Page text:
Common in women over 30 years of age, breast cysts are fluid-filled sacs within the breast. A woman may have a single cyst or many cysts and these are often described as round with distinct edges.
A large cyst can be felt in the breast and usually feels like a soft grape or a water-filled balloon. The cysts usually disappear after menopause, except in cases where the women are taking hormone therapy.
Symptoms of breast cysts include:
A smooth, easily movable round breast lump with distinct edges
- Breast pain in the area of the breast lump
- Increase in breast lump size and tenderness just before the period, and decrease in breast lump size after the period
One important thing to know is that a simple cyst does not increase the risk of developing breast cancer. If you detect the presence of any new breast lumps or if an already identified breast lump seems to have grown, please seek medical attention in order to get it checked out.
Each of the breasts contains 15-20 lobes of glandular tissue. The lobes are further divided into smaller lobules that produce milk. Ducts then carry the produced milk. Breast cysts develop when an overgrowth of glands and connective tissue blocks the milk ducts, causing them to widen and fill with fluid.
Microcysts are too small to feel, but will be seen during such imaging tests as mammography or ultrasound.
Macrocysts are large enough to be felt. Most of them can be clearly felt at 2.5 centimetres. Large cysts can put pressure on nearby breast tissue, causing breast pain.
The cause of breast cysts remains unknown but it is believed they may be the result of excess oestrogen in the body. Screening and diagnosis of a breast cyst usually begins after a breast lump is identified by you or a doctor: The process will incorporate the following steps.
- The doctor will physically examine the breast. However, this breast examination cannot identify whether a breast lump is fluid-filled or solid and other tests will be needed.
- A breast ultrasound can help the doctor determine whether a breast lump is fluid-filled or solid.
- Fine-needle aspiration is performed. The doctor inserts a needle into the breast lump and withdraws fluid. If the fluid is not bloody, no further testing is needed. If the fluid appears bloody, the doctor will send a sample of the fluid for lab testing. If no fluid is withdrawn or the breast lump does not disappear, it suggests that the breast lump or a portion of it is solid and a sample of cells will be sent for analysis to check for cancer.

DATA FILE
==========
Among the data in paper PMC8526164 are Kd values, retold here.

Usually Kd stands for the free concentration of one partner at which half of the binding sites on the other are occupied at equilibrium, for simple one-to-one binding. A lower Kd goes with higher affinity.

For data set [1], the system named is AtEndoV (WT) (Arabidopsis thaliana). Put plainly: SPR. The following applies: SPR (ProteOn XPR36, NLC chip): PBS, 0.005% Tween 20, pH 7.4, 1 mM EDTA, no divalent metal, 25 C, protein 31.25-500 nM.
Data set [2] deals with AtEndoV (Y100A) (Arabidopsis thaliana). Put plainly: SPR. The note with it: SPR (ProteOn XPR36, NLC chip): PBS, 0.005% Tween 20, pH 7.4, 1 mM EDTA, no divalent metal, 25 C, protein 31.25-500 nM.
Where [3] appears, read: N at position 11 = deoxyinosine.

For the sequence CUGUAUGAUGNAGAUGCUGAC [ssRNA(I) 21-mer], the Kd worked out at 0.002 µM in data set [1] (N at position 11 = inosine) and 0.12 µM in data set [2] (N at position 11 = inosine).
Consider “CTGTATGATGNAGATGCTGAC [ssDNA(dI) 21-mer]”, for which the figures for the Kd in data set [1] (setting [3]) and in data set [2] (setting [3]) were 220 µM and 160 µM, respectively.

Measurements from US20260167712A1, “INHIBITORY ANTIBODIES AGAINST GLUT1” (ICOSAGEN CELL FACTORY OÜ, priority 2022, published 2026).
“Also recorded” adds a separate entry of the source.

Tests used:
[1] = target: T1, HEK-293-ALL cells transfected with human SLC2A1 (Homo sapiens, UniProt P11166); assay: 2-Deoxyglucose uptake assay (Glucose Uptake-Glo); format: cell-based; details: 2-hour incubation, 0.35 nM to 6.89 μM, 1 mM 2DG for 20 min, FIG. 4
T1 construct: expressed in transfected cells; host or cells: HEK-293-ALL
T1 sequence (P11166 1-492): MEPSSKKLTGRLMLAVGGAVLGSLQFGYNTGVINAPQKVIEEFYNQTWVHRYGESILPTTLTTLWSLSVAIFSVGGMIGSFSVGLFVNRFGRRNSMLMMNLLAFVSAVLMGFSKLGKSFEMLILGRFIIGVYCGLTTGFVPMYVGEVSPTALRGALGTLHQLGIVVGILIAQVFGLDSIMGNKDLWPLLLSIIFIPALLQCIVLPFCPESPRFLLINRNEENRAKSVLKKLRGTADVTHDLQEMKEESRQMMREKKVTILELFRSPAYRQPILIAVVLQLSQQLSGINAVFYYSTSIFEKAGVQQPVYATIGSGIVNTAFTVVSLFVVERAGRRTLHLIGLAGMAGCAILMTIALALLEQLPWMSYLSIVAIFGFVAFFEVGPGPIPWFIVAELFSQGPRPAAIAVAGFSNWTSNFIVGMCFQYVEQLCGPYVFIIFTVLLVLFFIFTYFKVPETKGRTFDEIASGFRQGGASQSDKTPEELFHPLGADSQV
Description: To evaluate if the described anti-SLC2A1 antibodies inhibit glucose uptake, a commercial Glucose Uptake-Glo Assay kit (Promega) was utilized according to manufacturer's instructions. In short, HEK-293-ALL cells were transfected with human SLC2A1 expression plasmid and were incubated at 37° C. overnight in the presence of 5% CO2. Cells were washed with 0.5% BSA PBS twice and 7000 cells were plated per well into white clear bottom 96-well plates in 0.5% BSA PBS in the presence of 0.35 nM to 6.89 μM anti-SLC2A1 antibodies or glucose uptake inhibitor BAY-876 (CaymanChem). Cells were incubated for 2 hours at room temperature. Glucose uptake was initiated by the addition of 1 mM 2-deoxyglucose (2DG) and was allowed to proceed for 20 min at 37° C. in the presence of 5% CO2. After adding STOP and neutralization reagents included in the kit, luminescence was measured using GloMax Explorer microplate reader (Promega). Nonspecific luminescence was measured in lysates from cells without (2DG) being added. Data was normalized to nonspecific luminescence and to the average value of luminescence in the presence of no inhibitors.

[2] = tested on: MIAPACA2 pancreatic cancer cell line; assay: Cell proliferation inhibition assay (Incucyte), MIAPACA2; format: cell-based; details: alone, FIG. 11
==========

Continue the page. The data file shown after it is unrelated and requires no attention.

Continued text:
No treatment is necessary for simple breast cysts. The doctor may recommend closely monitoring a breast cyst to see if its size changes.
There are three treatment options
- The fine-needle aspiration procedure, which is used to diagnose a breast cyst also serves as treatment when the doctor removes all the fluid from the cyst resulting in the breast lump disappearing and the symptoms clearing up. The doctor will locate the position of the breast cyst and insert a needle to withdraw fluid. For more accuracy, ultrasound will be used to guide the accurate placement of the needle. After the fluid has been withdrawn from a breast cyst, a recurrence or new cysts are very common.
- Hormone use: Using birth control pills to regulate the menstrual cycles may help reduce the recurrence of breast cysts. Discontinuing hormone replacement therapy during the postmenopausal years may reduce the formation of cysts as well.
- Surgery: In some cases, the surgical removal of cyst is necessary. Surgery may be considered for an uncomfortable breast cyst or if a breast cyst contains blood-tinged fluid or shows other worrisome signs of cancer.
For prevention of breast cysts, you should wear a well-fitted and supportive bra to help relieve some discomfort. Avoid coffee. While there is no scientific proof that coffee consumption is linked to breast cysts, some women find relief from their symptoms after stopping coffee consumption. Reducing salt in the diet is also recommended because sodium increases the congestion of excess fluid retained by the body.
A breast self-examination should be done at least once each month. In case of finding any abnormality, seek immediate medical attention.
DR DUANGMANI THANAPPRAPASR is an Obstetrics-Gynaecologist attached to the Women’s Health Centre at Samitivej Sukhumvit Hospital. Call (02) 711 8555-6.